Date of Graduation


Document Type


Degree Type



Eberly College of Arts and Sciences



Committee Chair

Harumi Hattori.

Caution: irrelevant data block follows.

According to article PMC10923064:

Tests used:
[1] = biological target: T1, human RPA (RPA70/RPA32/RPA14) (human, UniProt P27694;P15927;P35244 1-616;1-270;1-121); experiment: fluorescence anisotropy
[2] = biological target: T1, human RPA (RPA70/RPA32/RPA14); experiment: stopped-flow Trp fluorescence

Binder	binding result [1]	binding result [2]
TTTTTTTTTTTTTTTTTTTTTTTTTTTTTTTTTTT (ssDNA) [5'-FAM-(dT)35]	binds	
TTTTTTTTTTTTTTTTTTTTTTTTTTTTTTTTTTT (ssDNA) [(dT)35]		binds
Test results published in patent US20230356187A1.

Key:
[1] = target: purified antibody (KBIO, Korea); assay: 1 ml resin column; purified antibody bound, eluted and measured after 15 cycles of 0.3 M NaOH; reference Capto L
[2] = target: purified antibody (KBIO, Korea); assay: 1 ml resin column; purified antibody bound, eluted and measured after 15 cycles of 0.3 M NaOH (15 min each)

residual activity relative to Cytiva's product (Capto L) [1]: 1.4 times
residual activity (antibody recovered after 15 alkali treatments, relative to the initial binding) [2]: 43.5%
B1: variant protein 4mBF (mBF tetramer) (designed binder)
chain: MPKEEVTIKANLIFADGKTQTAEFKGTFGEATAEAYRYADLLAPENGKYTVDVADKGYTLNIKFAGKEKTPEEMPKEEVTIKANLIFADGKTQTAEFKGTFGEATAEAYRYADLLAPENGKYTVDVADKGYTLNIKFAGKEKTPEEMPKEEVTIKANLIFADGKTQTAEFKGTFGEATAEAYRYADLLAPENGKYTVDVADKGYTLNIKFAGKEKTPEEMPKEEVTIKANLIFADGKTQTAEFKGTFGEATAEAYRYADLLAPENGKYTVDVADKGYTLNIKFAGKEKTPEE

In this thesis we study phase transition problems of conservation laws. Phase transition problems arise from various applications such as gas dynamics, mechanics and material science. Conservation laws involving phase change is an attractive field in applied mathematics. Solutions to phase transition problems are complicated for the presence of boundaries between different phases. In addition to entropy condition, criteria such as kinetic relation [1, 3] and nucleation criterion are introduced to determine the configurations of solutions.;In Chapter 1, we construct two numerical procedures to solve the Riemann problems for a system of conservation laws with phase change. We first find the solution with a stationary phase boundary by Newton iteration [ 14]. The configuration of the solution, especially the direction of the propagating phase boundary, is then determined based on the criterion suggested by Hattori [11] given that the speed of a moving phase boundary is much smaller than the speed of a shock or a rarefaction wave. One way to solve the Riemann problem with a moving phase boundary is to list all the relations and find the solution of the resulting nonlinear system. Another is to construct an iterative process to find the intersection of two projection curves.;In Chapter 2, we discuss the well posedness of the initial value problem to Euler equations related to phase transition. The solution contains two phase boundaries moving in opposite directions. Entropy condition and kinetic relationship are used as the main admissibility criteria to select the physically relevant solution. We show the existence of the entropy solution under a suitable Finiteness Condition and a Stability Condition guarantees the stability of the problem in L1∩ BV and the existence of a Lipschitz semigroup of solutions. We also discuss the well posedness of the problem given that the wave speeds do not differ significantly between different phases.